I trained at the Emory University Physician Assistant Program, where I served as the diversity coordinator and the National AAPA representative. I remain a member of both the Georgia Association of Physician Assistants and American Association of Physician Assistants.
Prior to moving to Atlanta, I lived in New York City where I volunteered with the Men’s Sexual Health Project and at Callen-Lorde Community Health Center in Chelsea, both of which are involved in LGBT-focused healthcare.
My primary passion is healthcare for LGBT individuals, where my interests include sexual health, trans-health, HIV treatment/prevention, and hormone replacement therapy. I have been with T. Douglas Gurley MD since January 2016 and am proud to be a part of a team whose focus is on providing quality, compassionate healthcare for our community.
Allow me to share my story of what I have experienced firsthand and how I have grown to understand the unique challenges in healthcare that we face as LGBT. Too many times friends and patients have told me how they were treated by a doctor or nurse who “did not understand them” or who judged them based on their sexual practices. I have friends and patients who have shared with me how they were too afraid or embarrassed to get an HIV test in their small towns back in Alabama, West Virginia or North Carolina – or even here in Atlanta – due to fear of being shamed. I have heard the stories from my HIV positive friends and patients who tell me they were too fearful to reveal their status to their medical provider in fear of being judged or treated differently.
I Have Heard Your Stories
I share similar experiences growing up in a devout Christian family in a small town in southern West Virginia. I have experienced the implicit bias and felt the thickness of stigma as I have walked into a room. I often think back on my journey and wonder how I survived growing up in a place where I was “different” and felt that I didn’t belong.
The truth is that we are different and we deserve a medical provider who understands that a gay man, a lesbian woman, or a trans man or woman have different healthcare needs than a straight or cisgender person. We all deserve better. You deserve a medical provider who appreciates that there are specific challenges the LGBT community face when it comes to our health. You deserve a provider who understands and relates to you, a provider who keeps your best interests in mind.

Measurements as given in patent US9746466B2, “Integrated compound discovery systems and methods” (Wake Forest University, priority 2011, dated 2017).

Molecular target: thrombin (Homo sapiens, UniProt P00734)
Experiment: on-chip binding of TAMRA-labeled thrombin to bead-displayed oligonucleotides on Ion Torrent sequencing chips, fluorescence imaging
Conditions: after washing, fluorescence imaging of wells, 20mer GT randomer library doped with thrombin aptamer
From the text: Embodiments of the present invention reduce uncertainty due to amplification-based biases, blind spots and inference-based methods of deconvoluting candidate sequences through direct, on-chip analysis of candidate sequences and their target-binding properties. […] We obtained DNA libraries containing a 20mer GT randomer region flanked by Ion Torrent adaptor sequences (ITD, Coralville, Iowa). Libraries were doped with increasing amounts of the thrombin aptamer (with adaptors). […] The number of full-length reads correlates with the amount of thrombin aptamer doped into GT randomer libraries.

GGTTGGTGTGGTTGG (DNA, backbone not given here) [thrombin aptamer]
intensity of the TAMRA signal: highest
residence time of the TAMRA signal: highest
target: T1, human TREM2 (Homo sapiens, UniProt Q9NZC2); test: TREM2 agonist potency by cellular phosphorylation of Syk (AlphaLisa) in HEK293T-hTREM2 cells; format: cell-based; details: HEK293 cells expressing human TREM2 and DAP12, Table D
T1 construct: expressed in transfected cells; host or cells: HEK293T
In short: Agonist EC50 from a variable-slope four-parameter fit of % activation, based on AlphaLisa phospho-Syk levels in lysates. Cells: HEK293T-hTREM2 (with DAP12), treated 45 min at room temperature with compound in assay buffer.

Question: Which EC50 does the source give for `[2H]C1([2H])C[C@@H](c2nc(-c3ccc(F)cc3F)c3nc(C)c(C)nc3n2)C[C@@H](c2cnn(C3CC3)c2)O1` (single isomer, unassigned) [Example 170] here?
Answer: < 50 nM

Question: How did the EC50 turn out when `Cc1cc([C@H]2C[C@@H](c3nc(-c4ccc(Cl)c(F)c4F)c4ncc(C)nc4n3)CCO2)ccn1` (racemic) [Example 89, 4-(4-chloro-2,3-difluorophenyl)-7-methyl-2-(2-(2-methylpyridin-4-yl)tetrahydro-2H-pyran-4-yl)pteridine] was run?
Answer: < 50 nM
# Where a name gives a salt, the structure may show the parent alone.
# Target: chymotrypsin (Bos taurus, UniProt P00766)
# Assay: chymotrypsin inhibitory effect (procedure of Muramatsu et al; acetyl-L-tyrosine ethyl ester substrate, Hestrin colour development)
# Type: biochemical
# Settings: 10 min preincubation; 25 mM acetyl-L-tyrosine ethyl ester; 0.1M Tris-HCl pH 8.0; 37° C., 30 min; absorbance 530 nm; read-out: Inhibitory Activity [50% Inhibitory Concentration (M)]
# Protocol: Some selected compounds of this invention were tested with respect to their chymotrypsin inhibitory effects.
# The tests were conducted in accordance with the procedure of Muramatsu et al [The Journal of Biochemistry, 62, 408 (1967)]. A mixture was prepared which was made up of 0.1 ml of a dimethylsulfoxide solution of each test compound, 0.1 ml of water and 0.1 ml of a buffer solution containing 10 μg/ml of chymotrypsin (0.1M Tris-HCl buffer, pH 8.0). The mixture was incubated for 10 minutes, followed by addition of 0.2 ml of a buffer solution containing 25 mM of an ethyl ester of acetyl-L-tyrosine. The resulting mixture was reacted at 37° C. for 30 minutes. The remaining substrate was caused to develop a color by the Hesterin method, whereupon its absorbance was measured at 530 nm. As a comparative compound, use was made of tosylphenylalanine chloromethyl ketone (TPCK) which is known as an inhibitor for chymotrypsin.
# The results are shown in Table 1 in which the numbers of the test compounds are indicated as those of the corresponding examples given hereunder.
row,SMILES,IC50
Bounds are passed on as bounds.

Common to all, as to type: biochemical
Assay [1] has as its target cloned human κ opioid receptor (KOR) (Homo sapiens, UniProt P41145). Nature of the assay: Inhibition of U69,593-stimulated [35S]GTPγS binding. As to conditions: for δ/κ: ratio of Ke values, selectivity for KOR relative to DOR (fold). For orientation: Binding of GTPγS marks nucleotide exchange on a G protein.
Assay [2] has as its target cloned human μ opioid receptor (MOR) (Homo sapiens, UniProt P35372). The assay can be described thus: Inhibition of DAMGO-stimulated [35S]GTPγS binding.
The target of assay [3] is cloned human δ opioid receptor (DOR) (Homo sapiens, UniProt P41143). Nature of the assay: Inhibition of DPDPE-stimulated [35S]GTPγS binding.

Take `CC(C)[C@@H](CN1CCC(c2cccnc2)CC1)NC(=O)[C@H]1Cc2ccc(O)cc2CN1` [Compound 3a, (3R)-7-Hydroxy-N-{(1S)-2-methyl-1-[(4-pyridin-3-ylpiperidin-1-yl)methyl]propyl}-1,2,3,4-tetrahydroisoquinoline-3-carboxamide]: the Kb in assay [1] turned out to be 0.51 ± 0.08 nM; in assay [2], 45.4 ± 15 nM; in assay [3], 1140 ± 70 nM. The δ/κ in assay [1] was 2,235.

I see my role in being your primary care provider as a special opportunity to address these challenges. I see my role as being much more than your medical provider: it is a way for me to give back to our community and to help others who have experienced similar injustices. It is my hope that through our interactions and time spent together that I am able to empower you through education, health prevention, and by tackling stigma straight-on.
My office is a safe space and judgment-free zone, where patients will find that talking with me is easy and comfortable. This allows us to talk openly and candidly about your questions and concerns regarding your health. This is important!
Lastly, there are two critical elements that I believe are often overlooked in medicine: good bedside manner and good “customer service”. This means that I will actively listen to you, thoroughly answer your questions and address your concerns, and will be responsive in a prompt, timely manner. I make it my aim to practice compassion and empathy in each and every interaction. There will be times where I will be a willing ear to listen and other times I will act as your advocate, and, perhaps, most importantly, there will be times I will challenge you, make you think, and hopefully inspire you to take positive steps to better your health.
I look forward to working together with you.